ELLEN BROWN: Public banks are banks that are owned by government as opposed to – it doesn't mean a publicly-listed bank – it would be a city-owned bank or a state-owned bank, or it could even be a national bank. Globally, 25 percent of banks are publicly-owned. In the 1970s, there were 50 percent of banks that were publicly-owned. Then we went through a wave of privatization – it's now down to 25 percent. So, we're behind the curve in having only one, which is the Bank of North Dakota, which has been around for (almost) a century now.

But we do have quite a bit of interest in public banking. But probably the biggest news we've heard is in New Jersey. Phil Murphy ran as Democrat for governor and won, and he made a state bank a centerpiece of his platform. We're all looking on to see how that works. Hopefully, he'll be the first or the second, and everybody else will see how well it works and jumps on.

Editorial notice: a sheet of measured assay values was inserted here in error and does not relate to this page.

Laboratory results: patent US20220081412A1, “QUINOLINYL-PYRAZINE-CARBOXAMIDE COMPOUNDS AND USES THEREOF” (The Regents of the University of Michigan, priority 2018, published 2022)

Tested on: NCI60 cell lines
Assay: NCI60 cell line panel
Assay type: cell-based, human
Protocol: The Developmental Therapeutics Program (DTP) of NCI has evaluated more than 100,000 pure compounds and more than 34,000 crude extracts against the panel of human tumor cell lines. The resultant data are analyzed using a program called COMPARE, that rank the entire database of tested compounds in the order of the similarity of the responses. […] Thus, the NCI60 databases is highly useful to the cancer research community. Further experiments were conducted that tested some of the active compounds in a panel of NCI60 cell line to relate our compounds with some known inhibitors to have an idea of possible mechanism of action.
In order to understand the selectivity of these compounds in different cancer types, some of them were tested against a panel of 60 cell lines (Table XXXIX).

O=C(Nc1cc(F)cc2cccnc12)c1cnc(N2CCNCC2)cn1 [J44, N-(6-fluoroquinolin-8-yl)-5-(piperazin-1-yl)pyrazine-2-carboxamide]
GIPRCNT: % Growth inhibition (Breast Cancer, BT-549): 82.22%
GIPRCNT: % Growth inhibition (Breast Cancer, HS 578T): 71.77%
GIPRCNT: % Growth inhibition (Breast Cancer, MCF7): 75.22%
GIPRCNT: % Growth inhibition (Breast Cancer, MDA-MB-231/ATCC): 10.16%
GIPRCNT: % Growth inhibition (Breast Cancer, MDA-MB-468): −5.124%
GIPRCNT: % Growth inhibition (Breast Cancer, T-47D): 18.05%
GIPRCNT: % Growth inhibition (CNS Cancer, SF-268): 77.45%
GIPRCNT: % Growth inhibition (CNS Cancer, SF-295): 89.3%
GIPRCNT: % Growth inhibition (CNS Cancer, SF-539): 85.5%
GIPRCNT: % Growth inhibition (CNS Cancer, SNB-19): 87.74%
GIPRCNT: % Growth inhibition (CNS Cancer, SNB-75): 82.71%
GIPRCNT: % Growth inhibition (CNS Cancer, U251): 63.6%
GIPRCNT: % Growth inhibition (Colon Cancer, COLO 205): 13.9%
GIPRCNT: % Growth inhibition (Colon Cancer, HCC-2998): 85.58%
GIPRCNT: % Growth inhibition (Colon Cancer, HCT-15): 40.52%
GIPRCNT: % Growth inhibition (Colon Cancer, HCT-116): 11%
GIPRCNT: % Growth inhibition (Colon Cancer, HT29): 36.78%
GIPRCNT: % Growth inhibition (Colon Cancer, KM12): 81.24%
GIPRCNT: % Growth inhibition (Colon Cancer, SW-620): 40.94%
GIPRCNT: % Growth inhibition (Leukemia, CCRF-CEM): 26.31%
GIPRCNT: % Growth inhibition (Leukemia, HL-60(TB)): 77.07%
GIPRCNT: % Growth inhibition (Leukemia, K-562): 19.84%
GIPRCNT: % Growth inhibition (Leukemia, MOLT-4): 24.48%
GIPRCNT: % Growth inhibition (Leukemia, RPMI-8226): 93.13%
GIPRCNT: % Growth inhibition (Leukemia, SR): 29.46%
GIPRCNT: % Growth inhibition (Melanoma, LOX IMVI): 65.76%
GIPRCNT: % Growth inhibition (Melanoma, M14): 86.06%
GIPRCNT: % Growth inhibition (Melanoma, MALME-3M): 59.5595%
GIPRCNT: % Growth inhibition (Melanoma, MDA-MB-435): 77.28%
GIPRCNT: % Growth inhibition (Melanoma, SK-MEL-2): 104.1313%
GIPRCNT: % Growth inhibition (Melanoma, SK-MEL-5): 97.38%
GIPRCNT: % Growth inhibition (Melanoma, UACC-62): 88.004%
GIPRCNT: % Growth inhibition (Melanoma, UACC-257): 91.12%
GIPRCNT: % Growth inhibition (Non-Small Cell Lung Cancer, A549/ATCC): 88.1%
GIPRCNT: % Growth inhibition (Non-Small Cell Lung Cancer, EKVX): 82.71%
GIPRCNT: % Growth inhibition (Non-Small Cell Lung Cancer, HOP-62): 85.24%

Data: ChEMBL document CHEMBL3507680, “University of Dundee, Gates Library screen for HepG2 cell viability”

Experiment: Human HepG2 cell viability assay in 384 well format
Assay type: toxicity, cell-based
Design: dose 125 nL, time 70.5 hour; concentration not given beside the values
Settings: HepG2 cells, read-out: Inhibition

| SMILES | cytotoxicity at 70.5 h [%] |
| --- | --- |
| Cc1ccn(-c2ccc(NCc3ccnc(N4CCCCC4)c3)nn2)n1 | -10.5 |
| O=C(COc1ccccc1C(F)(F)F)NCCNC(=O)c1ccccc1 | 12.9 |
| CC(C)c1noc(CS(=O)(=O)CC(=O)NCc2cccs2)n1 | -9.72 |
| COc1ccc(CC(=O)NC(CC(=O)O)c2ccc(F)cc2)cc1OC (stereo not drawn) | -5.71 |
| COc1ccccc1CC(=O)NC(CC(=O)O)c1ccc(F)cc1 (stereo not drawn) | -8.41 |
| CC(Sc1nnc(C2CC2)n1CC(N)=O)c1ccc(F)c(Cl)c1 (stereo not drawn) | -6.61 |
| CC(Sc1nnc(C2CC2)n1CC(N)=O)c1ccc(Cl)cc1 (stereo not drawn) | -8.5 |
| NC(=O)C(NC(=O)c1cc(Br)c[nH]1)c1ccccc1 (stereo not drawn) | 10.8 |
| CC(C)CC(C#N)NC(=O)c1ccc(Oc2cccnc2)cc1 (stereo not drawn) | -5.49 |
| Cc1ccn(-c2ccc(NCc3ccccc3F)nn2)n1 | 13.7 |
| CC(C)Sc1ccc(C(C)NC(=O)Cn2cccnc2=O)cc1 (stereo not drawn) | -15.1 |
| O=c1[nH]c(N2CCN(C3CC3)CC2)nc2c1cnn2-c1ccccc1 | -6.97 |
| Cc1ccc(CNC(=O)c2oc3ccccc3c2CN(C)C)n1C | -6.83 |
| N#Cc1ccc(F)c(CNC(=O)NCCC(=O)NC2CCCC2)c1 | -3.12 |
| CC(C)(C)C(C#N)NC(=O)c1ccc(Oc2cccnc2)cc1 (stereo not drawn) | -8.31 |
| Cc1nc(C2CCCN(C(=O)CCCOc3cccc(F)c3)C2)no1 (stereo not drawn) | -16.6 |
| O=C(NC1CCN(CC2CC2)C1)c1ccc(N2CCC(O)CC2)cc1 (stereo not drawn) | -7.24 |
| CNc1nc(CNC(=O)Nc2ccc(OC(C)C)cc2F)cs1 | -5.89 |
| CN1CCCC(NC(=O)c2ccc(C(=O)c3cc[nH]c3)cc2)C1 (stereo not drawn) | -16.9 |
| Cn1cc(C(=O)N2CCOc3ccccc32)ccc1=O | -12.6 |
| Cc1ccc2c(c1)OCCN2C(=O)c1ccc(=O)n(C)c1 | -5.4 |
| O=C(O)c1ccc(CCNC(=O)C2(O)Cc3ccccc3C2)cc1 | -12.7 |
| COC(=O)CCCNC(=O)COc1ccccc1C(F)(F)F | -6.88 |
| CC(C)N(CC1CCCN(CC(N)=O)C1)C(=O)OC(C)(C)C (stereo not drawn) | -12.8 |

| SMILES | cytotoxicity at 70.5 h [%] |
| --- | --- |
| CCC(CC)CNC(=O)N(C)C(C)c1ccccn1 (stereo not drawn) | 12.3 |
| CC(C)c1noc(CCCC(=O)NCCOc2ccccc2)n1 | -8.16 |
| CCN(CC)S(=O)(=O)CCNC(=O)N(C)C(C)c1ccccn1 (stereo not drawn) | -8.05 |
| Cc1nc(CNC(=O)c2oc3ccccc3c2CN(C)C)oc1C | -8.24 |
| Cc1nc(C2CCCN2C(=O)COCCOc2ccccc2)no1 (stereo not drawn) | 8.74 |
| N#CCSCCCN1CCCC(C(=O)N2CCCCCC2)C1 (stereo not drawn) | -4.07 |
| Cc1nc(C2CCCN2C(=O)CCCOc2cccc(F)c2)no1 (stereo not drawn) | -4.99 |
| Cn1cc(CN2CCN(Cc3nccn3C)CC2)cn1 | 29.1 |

Phil Murphy was a banker at Goldman Sachs so he understands how banking works. And I think that's why he was so quick to pick up on the idea, whereas generally speaking, most people don't understand how banking works and they don't trust government. I mean, even legislators themselves – they have this perception that we're talking about putting bureaucrats in charge, which we're not. We're talking about putting seasoned bankers, doing actual banking to show that the major advantage of a public bank – what you do is you take your own revenues – the state's or the city's own revenues – and you put them in a bank, which allows you to leverage your money by a factor, technically, a factor of 10.